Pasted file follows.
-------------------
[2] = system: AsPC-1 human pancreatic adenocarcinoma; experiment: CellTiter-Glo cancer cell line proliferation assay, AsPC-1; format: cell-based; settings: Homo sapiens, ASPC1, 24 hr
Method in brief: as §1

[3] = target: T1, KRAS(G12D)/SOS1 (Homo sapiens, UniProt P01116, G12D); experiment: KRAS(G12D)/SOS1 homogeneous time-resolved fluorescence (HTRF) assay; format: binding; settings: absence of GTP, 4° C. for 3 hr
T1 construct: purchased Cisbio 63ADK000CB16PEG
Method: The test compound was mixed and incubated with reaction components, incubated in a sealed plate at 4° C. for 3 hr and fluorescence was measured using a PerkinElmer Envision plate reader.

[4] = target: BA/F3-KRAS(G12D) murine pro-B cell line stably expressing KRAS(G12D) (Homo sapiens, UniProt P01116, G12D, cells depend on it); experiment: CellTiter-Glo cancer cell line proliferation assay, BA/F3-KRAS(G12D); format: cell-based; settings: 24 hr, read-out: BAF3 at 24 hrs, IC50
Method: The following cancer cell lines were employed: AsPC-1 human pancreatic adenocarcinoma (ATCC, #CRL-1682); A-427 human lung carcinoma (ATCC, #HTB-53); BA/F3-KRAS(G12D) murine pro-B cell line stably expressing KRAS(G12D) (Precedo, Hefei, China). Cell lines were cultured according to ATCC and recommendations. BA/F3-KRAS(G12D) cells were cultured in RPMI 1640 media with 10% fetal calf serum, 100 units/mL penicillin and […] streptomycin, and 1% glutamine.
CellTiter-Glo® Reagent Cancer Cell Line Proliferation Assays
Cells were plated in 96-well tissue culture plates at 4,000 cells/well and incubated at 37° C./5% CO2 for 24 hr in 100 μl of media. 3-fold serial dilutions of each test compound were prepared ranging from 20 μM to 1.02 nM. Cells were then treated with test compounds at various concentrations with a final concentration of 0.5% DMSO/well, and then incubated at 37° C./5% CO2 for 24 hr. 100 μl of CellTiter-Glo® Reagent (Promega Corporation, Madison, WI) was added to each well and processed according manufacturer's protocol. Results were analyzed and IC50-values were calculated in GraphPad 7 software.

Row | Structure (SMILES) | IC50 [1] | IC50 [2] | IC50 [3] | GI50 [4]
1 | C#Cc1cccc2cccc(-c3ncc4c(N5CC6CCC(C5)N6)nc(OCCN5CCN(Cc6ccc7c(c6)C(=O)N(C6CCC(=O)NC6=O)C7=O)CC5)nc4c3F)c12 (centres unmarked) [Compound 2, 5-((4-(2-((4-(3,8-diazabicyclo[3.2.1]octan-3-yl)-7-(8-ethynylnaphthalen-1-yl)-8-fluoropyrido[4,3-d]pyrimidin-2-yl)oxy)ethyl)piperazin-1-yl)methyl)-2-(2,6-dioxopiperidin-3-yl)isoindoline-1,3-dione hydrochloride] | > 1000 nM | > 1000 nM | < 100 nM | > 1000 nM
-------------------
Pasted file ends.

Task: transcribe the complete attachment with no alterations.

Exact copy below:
[2] = system: AsPC-1 human pancreatic adenocarcinoma; experiment: CellTiter-Glo cancer cell line proliferation assay, AsPC-1; format: cell-based; settings: Homo sapiens, ASPC1, 24 hr
Method in brief: as §1

[3] = target: T1, KRAS(G12D)/SOS1 (Homo sapiens, UniProt P01116, G12D); experiment: KRAS(G12D)/SOS1 homogeneous time-resolved fluorescence (HTRF) assay; format: binding; settings: absence of GTP, 4° C. for 3 hr
T1 construct: purchased Cisbio 63ADK000CB16PEG
Method: The test compound was mixed and incubated with reaction components, incubated in a sealed plate at 4° C. for 3 hr and fluorescence was measured using a PerkinElmer Envision plate reader.

[4] = target: BA/F3-KRAS(G12D) murine pro-B cell line stably expressing KRAS(G12D) (Homo sapiens, UniProt P01116, G12D, cells depend on it); experiment: CellTiter-Glo cancer cell line proliferation assay, BA/F3-KRAS(G12D); format: cell-based; settings: 24 hr, read-out: BAF3 at 24 hrs, IC50
Method: The following cancer cell lines were employed: AsPC-1 human pancreatic adenocarcinoma (ATCC, #CRL-1682); A-427 human lung carcinoma (ATCC, #HTB-53); BA/F3-KRAS(G12D) murine pro-B cell line stably expressing KRAS(G12D) (Precedo, Hefei, China). Cell lines were cultured according to ATCC and recommendations. BA/F3-KRAS(G12D) cells were cultured in RPMI 1640 media with 10% fetal calf serum, 100 units/mL penicillin and […] streptomycin, and 1% glutamine.
CellTiter-Glo® Reagent Cancer Cell Line Proliferation Assays
Cells were plated in 96-well tissue culture plates at 4,000 cells/well and incubated at 37° C./5% CO2 for 24 hr in 100 μl of media. 3-fold serial dilutions of each test compound were prepared ranging from 20 μM to 1.02 nM. Cells were then treated with test compounds at various concentrations with a final concentration of 0.5% DMSO/well, and then incubated at 37° C./5% CO2 for 24 hr. 100 μl of CellTiter-Glo® Reagent (Promega Corporation, Madison, WI) was added to each well and processed according manufacturer's protocol. Results were analyzed and IC50-values were calculated in GraphPad 7 software.

Row | Structure (SMILES) | IC50 [1] | IC50 [2] | IC50 [3] | GI50 [4]
1 | C#Cc1cccc2cccc(-c3ncc4c(N5CC6CCC(C5)N6)nc(OCCN5CCN(Cc6ccc7c(c6)C(=O)N(C6CCC(=O)NC6=O)C7=O)CC5)nc4c3F)c12 (centres unmarked) [Compound 2, 5-((4-(2-((4-(3,8-diazabicyclo[3.2.1]octan-3-yl)-7-(8-ethynylnaphthalen-1-yl)-8-fluoropyrido[4,3-d]pyrimidin-2-yl)oxy)ethyl)piperazin-1-yl)methyl)-2-(2,6-dioxopiperidin-3-yl)isoindoline-1,3-dione hydrochloride] | > 1000 nM | > 1000 nM | < 100 nM | > 1000 nM